Pension debate could spur teachers, state employees to retire early


While many may be talking about early retirement, few are actually driving off into the sunset in their Overland campers — yet. According to figures provided by Pearce, about the same number of people put in for retirement during the first three months of 2021 as during January, February and March of last year.

But her office did see a “significant increase,” she said, in employees asking about how much it would cost them if they purchased enough retirement credits to exit the workforce early.

Author(s): Lola Duffort

Publication Date: 11 April 2021

Publication Site: VTDigger

Mark Crow: The time is now for meaningful Vermont pension reform


What if you owed someone a substantial amount of money and were making annual payments each year to pay down the debt. However, every year, year after year, the amount you owe and the annual payments you must make increases — significantly.

Now, what if, at the same time, you owed someone a separate substantial amount of money but there was no schedule to pay it back. You were making some intermittent, smaller payments when the lender periodically asked for them, but there was no plan in place to pay off the entire debt. And, like the first debt, each year, the amount you owe increases — significantly.  

Meanwhile, you’ve got other essential expenses — car and house payments and maintenance, child care, food, clothing, medical care, etc. But, with those large debts continuing to increase, you are finding that you can’t afford to pay for some or all of these essential expenses. You could try to borrow money to pay for them but, because of those troublesome and ever-increasing debts, your credit score is low (and is at risk of being further lowered) and the only loan you can get, if you can even get a loan, will bear interest at a high rate.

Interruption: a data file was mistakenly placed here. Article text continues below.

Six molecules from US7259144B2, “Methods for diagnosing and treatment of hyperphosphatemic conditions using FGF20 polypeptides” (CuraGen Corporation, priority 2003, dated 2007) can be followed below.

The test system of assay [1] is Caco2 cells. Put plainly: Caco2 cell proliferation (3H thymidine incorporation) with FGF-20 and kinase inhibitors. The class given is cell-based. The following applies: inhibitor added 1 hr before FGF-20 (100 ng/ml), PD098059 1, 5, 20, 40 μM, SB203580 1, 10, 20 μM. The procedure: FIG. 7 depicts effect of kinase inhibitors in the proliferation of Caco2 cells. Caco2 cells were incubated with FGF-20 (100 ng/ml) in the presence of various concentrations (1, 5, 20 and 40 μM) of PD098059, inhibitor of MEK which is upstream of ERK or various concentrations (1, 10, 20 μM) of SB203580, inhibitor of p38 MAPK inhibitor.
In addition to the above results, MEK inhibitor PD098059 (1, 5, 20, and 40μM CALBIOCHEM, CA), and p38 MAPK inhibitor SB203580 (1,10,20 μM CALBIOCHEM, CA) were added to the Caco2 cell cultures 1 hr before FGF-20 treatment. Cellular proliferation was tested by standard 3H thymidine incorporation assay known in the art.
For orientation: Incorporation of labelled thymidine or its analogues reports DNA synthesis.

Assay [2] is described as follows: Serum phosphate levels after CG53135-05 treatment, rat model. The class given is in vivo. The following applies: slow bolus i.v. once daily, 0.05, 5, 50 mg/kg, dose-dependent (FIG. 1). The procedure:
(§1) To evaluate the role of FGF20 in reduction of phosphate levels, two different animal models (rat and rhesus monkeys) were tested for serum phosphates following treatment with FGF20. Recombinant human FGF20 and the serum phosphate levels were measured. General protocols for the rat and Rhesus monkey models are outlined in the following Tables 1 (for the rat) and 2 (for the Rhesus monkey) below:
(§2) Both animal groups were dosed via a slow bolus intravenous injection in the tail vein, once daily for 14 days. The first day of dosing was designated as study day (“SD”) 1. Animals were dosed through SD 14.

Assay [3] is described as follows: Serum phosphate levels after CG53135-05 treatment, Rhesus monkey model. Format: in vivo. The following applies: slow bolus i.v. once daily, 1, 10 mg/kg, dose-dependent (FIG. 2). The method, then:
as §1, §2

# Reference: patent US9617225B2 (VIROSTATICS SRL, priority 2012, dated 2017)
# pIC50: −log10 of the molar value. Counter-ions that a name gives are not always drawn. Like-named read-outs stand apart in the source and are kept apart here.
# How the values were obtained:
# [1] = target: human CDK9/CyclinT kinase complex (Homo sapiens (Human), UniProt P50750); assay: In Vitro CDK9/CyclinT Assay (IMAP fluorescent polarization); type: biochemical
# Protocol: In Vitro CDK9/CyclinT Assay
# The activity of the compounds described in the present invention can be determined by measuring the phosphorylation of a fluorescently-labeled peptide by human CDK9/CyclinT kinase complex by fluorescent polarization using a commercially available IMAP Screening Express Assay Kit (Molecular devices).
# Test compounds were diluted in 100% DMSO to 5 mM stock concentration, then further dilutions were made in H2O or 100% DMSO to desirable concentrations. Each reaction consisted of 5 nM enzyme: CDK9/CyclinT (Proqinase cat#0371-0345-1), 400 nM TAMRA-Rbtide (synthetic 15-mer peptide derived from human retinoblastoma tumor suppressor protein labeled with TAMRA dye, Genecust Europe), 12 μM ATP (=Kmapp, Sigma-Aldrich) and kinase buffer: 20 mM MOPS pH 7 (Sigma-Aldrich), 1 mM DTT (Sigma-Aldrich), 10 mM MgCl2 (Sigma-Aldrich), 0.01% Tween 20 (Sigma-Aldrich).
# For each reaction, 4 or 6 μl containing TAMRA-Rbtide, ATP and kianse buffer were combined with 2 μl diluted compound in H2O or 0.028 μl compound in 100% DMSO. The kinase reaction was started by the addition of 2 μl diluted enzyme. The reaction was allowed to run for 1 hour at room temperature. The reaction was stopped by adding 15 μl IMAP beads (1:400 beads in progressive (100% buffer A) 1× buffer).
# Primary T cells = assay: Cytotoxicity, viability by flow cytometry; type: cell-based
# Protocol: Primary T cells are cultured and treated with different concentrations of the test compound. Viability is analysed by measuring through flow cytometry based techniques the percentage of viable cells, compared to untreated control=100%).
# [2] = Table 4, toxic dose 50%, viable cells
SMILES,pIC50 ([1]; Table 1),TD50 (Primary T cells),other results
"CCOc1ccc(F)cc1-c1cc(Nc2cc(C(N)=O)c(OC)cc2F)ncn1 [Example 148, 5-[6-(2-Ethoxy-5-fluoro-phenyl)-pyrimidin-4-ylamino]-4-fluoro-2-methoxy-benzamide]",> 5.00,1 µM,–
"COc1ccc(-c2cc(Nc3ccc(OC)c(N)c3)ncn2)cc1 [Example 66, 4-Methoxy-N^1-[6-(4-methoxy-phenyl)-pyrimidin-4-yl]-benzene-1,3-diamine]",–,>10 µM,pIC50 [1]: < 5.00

Author(s): Mark Crow

Publication Date: 29 March 2021

Publication Site: VT Digger

Emilie Krasnow: My mother dedicated her life to teaching. Fund her pension.


This year, teachers have faced more adversity than ever before. I have heard from many educators, union members and parents how scared they are. They are not vaccinated. They are working more hours than ever. They are worried about their students. This is not the time to take away the promise of their retirement stability. 

I am calling on our state legislators and our governor to find alternative revenue sources to fund the retirement plans for teachers and state employees. I am grateful for the hard work of the legislators, union leaders and educators who are collaborating and strategizing to address this issue.

Just a year ago, we were lauding our teachers as “heroes” and “essential workers.” It’s time to put our money where our mouth is and fund their pension program. 

Author(s): Emilie Krasnow

Publication Date: 15 March 2021

Publication Site: VT Digger